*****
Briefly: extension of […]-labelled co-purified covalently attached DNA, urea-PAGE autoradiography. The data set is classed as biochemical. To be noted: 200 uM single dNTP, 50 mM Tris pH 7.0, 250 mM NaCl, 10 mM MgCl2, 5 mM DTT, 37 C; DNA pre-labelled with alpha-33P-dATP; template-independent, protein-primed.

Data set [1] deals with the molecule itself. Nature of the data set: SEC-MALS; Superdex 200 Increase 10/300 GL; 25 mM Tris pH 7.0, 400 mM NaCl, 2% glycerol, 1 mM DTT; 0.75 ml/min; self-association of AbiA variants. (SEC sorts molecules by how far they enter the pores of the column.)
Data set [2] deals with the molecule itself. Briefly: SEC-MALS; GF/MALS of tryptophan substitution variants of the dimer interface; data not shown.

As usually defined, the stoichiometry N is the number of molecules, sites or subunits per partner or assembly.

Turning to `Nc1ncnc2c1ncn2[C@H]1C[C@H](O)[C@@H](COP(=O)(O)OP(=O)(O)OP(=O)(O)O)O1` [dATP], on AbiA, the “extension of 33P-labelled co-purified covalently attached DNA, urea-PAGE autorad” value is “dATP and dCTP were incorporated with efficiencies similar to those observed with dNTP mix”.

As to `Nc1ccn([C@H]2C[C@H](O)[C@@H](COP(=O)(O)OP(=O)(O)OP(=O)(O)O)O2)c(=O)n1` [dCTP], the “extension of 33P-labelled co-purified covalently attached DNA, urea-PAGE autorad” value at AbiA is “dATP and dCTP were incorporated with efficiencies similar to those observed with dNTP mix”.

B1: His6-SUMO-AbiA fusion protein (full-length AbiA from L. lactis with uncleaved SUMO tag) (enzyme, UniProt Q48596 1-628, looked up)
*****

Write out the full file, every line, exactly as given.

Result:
Briefly: extension of […]-labelled co-purified covalently attached DNA, urea-PAGE autoradiography. The data set is classed as biochemical. To be noted: 200 uM single dNTP, 50 mM Tris pH 7.0, 250 mM NaCl, 10 mM MgCl2, 5 mM DTT, 37 C; DNA pre-labelled with alpha-33P-dATP; template-independent, protein-primed.

Data set [1] deals with the molecule itself. Nature of the data set: SEC-MALS; Superdex 200 Increase 10/300 GL; 25 mM Tris pH 7.0, 400 mM NaCl, 2% glycerol, 1 mM DTT; 0.75 ml/min; self-association of AbiA variants. (SEC sorts molecules by how far they enter the pores of the column.)
Data set [2] deals with the molecule itself. Briefly: SEC-MALS; GF/MALS of tryptophan substitution variants of the dimer interface; data not shown.

As usually defined, the stoichiometry N is the number of molecules, sites or subunits per partner or assembly.

Turning to `Nc1ncnc2c1ncn2[C@H]1C[C@H](O)[C@@H](COP(=O)(O)OP(=O)(O)OP(=O)(O)O)O1` [dATP], on AbiA, the “extension of 33P-labelled co-purified covalently attached DNA, urea-PAGE autorad” value is “dATP and dCTP were incorporated with efficiencies similar to those observed with dNTP mix”.

As to `Nc1ccn([C@H]2C[C@H](O)[C@@H](COP(=O)(O)OP(=O)(O)OP(=O)(O)O)O2)c(=O)n1` [dCTP], the “extension of 33P-labelled co-purified covalently attached DNA, urea-PAGE autorad” value at AbiA is “dATP and dCTP were incorporated with efficiencies similar to those observed with dNTP mix”.

B1: His6-SUMO-AbiA fusion protein (full-length AbiA from L. lactis with uncleaved SUMO tag) (enzyme, UniProt Q48596 1-628, looked up)